Is the Third Avenue Focused Credit Fund the canary in the credit coalmine or a special bird that made the mistake of wrapping a bunch of distressed assets in a liquid mutual fund wrapper? That is the question currently facing bond investors nervous that the recent sell-off in credit could spread to other funds that specialize in buying the high-yield or junk-rated bonds sold by companies with more fragile balance sheets.
Open-ended high-yield mutual funds generally avoid buying distressed debt, typically defined as bonds whose risk premiums—known as spreads—over benchmark are higher than 1,000 basis points. But it's getting far harder for them to do that thanks to weakness in the credit market that has seen spreads widen and pushed a greater portion of corporate debt into distressed territory. The number of distressed bonds in the TRACE repository of trade data, for instance, has risen to a level last seen in late 2009 (and first witnessed in mid-2008, at the start of the financial crisis). Meanwhile, the proportion of triple-C rated bonds in the BofAML High-Yield Index trading at distressed levels has reached 66 percent.
"Ownership of distressed bonds ... by ordinary high-yield mutual funds is usually inadvertent," Marty Fridson, chief investment officers at Lehmann LivianFridson Advisors LLC, writes in a blog post. "The funds sometimes buy seemingly healthy credits that unexpectedly go bad. Occasionally, they decide not to sell, thinking the troubled issuer will turn around, only to wind up holding a defaulted bond. They do not, as a rule, deliberately play in defaulted debt, as was Third Avenue Focused Credit’s practice, as that paper generally provides no current yield."
The increasing tendency of high-yield bonds to trade like distressed credits is a reversal of a seven-year trend that has seen investors slide down the credit curve in a dramatic search for yield, helping to push risk premiums on junk bonds to levels previously seen on investment-grade debt sold by companies with stronger balance sheets. Spreads on investment-grade debt, meanwhile, have also compressed to historic lows.
For its part, Third Avenue's credit fund held more than three quarters of its $788 million of assets in CCC- and lower-rated debt, with a substantial chunk in bonds lacking credit ratings of any sort, and 28 percent of its total portfolio concentrated in its top 10 positions. In the words of Federal Reserve Chair Janet Yellen, Third Avenue was a "rather unusual open-end mutual fund" with "very concentrated positions in especially risky and illiquid bonds"—hardly representative of a typical high-yield bond fund.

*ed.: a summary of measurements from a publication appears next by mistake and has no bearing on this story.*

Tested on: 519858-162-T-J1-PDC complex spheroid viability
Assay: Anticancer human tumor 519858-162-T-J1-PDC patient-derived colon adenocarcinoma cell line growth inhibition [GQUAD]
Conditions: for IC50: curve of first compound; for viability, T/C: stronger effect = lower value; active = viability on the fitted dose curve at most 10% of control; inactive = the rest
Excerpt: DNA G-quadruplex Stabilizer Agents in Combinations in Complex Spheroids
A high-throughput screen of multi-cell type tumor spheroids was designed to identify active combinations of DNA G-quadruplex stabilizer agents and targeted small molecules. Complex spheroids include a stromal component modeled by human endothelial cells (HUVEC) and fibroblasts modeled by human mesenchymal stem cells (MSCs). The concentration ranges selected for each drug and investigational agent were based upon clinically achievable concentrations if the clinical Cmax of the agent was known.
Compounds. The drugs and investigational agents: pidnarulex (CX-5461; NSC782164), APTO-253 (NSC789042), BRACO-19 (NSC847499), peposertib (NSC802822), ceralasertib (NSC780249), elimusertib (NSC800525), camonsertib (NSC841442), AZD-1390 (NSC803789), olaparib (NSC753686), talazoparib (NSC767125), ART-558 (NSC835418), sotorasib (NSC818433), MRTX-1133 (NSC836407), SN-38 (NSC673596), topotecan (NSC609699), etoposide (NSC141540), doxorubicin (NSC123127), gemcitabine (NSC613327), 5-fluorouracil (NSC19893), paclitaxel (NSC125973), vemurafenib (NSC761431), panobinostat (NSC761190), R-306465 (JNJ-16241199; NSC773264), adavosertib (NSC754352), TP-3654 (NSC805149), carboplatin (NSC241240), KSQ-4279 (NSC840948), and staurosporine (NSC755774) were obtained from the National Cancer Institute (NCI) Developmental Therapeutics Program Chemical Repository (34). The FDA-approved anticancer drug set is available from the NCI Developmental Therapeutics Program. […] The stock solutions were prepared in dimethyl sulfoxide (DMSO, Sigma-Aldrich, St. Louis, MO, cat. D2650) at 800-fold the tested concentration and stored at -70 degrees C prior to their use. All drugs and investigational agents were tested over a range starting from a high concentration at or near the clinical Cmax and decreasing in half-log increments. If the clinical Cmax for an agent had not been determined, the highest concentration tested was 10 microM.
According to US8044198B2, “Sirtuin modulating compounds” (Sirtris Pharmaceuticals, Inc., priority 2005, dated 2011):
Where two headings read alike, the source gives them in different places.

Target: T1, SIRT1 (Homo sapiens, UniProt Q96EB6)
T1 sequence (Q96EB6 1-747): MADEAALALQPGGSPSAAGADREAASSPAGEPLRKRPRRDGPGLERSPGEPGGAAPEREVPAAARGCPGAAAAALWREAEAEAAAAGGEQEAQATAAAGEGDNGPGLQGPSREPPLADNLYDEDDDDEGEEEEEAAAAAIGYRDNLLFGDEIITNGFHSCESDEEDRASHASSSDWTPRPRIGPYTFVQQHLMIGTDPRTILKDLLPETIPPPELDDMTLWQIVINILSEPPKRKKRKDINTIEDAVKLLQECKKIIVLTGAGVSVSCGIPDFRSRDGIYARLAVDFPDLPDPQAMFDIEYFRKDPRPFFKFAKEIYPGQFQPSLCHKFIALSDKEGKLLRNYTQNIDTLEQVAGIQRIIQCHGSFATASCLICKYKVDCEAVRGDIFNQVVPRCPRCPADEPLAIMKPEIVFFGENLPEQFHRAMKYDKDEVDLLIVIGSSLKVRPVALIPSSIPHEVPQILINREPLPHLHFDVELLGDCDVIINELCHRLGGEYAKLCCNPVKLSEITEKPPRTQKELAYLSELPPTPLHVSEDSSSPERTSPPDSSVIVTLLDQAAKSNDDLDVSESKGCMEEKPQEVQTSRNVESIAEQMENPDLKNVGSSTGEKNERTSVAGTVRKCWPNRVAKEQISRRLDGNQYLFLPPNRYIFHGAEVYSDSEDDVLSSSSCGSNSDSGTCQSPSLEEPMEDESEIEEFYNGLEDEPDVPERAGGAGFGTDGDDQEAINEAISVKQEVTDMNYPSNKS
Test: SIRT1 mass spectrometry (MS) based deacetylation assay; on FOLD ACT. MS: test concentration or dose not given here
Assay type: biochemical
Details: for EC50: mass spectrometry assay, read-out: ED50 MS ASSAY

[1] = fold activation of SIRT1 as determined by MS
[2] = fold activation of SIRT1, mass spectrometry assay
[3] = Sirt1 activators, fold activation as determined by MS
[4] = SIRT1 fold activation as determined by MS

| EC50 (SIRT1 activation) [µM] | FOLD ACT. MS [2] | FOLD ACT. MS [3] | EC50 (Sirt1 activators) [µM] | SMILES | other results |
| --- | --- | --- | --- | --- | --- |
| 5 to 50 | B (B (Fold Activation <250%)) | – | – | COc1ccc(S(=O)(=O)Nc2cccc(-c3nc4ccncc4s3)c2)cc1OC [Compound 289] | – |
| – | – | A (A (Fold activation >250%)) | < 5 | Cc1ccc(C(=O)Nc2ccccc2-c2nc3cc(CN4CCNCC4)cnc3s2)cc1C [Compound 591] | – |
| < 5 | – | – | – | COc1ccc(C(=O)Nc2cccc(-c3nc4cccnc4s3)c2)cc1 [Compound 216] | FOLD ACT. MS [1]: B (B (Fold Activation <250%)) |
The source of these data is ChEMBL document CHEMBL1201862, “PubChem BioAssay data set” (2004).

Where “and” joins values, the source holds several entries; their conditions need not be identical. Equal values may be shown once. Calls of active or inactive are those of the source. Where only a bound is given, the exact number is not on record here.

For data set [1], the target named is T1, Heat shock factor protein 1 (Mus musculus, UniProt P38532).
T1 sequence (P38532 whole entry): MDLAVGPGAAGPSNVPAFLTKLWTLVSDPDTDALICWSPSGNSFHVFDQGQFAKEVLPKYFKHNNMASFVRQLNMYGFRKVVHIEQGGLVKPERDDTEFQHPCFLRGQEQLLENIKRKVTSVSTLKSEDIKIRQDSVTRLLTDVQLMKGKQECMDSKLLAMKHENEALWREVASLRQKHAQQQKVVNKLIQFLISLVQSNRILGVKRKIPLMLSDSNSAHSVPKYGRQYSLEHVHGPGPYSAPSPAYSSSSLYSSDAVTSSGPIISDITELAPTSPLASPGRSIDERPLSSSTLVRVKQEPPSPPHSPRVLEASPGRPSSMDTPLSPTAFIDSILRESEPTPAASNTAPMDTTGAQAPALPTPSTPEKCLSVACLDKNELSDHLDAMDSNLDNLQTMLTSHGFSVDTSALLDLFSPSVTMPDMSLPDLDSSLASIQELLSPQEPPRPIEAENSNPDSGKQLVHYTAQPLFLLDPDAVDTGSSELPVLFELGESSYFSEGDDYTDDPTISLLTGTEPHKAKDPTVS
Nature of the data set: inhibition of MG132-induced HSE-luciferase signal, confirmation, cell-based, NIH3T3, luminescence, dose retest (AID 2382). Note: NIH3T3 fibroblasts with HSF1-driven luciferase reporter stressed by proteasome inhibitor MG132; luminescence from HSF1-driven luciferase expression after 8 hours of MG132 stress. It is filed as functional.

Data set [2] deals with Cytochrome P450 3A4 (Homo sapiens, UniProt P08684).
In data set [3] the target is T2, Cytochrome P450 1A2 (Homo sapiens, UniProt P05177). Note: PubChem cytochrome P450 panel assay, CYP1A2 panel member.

But further stress in high-yield land has the potential to impact a broader selection of bond managers.
"High-yield mutual fund shareholders should certainly take a close look at this simple metric for their own funds," Fridson says, referring to Third Avenue's holdings of lower-rated debt. "A ratio approaching Third Avenue Focused Credit Fund's would be a strong indication that the fund is in reality a distressed debt player, regardless of how it is classified by [U.S. Securities and Exchange Commission] rules."
Third Avenue was a distressed debt fund that acted a lot like a high-yield bond mutual fund. The question now is whether genuine high-yield bond fund managers may find themselves reluctantly thrust into the role of distressed debt managers at a time when such debt is becoming increasingly difficult to sell. Even as junk bonds rallied over the past few days, the riskiest (and historically the fastest growing) portion of the market, has been left behind, with the risk premiums of CCC-rated debt compared to less risky bonds, still on the rise.
It doesn't augur well.